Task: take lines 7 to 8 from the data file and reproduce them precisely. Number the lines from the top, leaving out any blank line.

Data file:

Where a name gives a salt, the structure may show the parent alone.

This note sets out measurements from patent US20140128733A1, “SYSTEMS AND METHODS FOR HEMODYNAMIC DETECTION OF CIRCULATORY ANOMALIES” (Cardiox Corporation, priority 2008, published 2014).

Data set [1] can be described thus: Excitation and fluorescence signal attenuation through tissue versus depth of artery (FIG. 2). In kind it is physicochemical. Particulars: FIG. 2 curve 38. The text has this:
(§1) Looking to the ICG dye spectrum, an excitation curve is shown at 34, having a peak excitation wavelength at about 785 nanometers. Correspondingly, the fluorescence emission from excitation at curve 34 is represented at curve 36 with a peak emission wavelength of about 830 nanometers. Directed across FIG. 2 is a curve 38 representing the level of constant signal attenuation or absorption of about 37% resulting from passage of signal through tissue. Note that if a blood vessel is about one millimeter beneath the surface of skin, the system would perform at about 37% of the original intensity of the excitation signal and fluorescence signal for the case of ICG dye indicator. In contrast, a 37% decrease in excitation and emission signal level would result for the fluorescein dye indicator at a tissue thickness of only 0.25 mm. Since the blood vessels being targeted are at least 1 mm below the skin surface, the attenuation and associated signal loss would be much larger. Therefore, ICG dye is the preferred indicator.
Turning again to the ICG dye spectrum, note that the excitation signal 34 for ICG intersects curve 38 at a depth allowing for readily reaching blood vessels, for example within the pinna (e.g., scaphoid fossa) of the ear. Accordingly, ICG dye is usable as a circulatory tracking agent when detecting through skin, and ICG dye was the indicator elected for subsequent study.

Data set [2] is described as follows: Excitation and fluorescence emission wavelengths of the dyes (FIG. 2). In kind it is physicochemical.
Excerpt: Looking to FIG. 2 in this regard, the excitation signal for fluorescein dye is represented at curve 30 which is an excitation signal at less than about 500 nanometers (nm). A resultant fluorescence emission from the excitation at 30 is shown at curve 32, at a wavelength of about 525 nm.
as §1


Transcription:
Excerpt: Looking to FIG. 2 in this regard, the excitation signal for fluorescein dye is represented at curve 30 which is an excitation signal at less than about 500 nanometers (nm). A resultant fluorescence emission from the excitation at 30 is shown at curve 32, at a wavelength of about 525 nm.
as §1